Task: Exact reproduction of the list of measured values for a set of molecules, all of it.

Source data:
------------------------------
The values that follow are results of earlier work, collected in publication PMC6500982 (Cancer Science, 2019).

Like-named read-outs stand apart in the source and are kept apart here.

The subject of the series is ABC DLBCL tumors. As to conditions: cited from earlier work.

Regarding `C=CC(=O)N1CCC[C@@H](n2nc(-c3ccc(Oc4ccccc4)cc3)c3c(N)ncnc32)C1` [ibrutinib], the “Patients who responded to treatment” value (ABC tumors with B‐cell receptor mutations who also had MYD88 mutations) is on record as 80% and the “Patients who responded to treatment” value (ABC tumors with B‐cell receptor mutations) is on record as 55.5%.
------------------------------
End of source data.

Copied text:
The values that follow are results of earlier work, collected in publication PMC6500982 (Cancer Science, 2019).

Like-named read-outs stand apart in the source and are kept apart here.

The subject of the series is ABC DLBCL tumors. As to conditions: cited from earlier work.

Regarding `C=CC(=O)N1CCC[C@@H](n2nc(-c3ccc(Oc4ccccc4)cc3)c3c(N)ncnc32)C1` [ibrutinib], the “Patients who responded to treatment” value (ABC tumors with B‐cell receptor mutations who also had MYD88 mutations) is on record as 80% and the “Patients who responded to treatment” value (ABC tumors with B‐cell receptor mutations) is on record as 55.5%.